Engaging in a daily run might just be the remedy for banishing those nighttime “boogeyman” dreams, suggests a study from the University of Texas. The research reveals that dedicating at least 60 minutes to physical activity during the day significantly improves sleep quality at night.

Moreover, the study demonstrates that exercise reduces the time spent in the rapid eye movement (REM) phase of sleep, where dreams occur. These findings, published in Scientific Reports in early March, highlight the diverse range of physical activities—from intense workouts like running and cycling to gentler options like walking or household chores—that contribute to achieving daily exercise goals.

Past studies have already underscored the positive impact of physical activity on sleep quality, with exercise shown to diminish the duration of REM sleep. To delve deeper into this relationship, researchers enlisted 82 participants to wear Fitbits over a six-month period, tracking both sleep metrics and daily physical activity levels. By analyzing heart rate and body movement data, they were able to pinpoint the sleep stages experienced by participants each night and correlate these with their exercise routines.

Sleep comprises distinct stages characterized by physiological changes in heart rate and brain activity. In this study, researchers closely monitored participants’ heart rates to identify transitions between sleep stages. Typically, heart rate decelerates during initial sleep phases before revving up during REM sleep.

Every night, the human body cycles through five stages of sleep, beginning with lighter stages and progressing to deeper, more restorative sleep. The final stage, REM sleep, is synonymous with dreaming. These sleep stages, each marked by unique physiological markers, can be broadly categorized as REM and non-REM sleep.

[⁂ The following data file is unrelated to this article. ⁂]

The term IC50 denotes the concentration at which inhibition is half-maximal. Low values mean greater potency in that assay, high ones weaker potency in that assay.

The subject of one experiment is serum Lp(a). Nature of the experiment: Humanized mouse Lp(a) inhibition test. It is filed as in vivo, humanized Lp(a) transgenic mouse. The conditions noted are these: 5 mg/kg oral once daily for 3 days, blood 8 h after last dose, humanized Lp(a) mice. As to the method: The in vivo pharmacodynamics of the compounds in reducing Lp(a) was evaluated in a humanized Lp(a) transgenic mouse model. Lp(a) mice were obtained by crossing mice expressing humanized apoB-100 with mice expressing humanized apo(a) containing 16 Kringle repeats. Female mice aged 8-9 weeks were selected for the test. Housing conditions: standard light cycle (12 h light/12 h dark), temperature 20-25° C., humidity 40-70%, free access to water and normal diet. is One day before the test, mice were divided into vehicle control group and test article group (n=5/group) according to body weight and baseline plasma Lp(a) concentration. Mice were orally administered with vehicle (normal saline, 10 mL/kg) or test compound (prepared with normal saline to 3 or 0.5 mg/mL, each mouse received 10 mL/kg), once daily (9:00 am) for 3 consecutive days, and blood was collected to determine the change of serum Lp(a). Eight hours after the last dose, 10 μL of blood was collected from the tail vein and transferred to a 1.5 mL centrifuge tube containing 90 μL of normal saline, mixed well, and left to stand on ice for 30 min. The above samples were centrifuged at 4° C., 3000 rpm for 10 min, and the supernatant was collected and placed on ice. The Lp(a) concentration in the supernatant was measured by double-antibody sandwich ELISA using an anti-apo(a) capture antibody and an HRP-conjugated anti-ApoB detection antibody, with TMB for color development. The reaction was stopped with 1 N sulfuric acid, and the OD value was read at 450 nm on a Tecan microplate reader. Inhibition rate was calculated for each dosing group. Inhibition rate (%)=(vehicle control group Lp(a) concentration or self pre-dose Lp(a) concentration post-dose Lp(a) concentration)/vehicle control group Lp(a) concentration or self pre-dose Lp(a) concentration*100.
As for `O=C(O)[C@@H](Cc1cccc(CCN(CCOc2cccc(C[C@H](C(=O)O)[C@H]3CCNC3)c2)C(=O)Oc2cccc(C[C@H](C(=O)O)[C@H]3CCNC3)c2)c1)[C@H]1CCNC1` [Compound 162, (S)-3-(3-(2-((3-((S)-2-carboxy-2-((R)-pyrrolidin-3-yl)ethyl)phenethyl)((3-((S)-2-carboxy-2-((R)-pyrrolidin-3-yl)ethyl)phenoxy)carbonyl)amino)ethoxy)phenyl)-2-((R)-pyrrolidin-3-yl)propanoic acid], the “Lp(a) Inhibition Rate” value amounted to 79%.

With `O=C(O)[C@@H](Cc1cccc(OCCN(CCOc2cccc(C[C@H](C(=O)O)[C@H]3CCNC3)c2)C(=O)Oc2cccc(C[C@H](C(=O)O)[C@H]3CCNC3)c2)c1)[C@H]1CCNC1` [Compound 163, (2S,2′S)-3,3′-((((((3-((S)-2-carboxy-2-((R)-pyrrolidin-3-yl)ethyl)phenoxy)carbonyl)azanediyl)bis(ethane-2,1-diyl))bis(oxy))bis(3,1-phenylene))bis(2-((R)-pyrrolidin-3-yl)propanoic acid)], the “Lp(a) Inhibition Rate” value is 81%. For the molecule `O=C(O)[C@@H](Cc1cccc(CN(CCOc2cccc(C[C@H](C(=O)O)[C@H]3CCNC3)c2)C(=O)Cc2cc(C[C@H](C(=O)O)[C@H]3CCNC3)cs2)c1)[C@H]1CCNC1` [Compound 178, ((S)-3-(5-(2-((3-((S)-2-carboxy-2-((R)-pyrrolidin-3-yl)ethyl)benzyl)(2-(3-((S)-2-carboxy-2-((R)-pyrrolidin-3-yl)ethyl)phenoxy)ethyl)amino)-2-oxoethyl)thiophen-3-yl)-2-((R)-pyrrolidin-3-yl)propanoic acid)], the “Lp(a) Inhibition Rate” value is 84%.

Notably, participants who engaged in physical activity exhibited reduced REM sleep duration. Instead, they spent more time in the preceding stages of deep sleep, believed to be crucial for bodily recovery and regeneration.

According to the National Institutes of Health (NIH), this deep sleep stage facilitates tissue repair, muscle and bone growth, and immune system reinforcement. Consequently, participants reported feeling more energized and less stressed or melancholic on mornings following exercise sessions, reflecting an overall improvement in sleep quality.

Utilizing Fitbit technology enabled researchers to conduct observations within participants’ natural environments, avoiding the constraints and potential disruptions associated with lab-based studies.

By harnessing Fitbit’s heart rate monitoring capabilities, researchers gained valuable insights into participants’ activity levels. This approach stands in contrast to traditional sleep studies, which typically confine participants to lab settings for short durations due to logistical constraints and potential sleep disturbances.

“Investigating sleep patterns over longer periods in natural settings provides a more comprehensive understanding of individual sleep behaviors,” noted Benjamin Baird, co-author of the study. “The versatility of this technology allows for extensive exploration of sleep architecture, lifestyle factors, and mood disorders, offering insights previously deemed unattainable,” added David Schnyer, another co-author.

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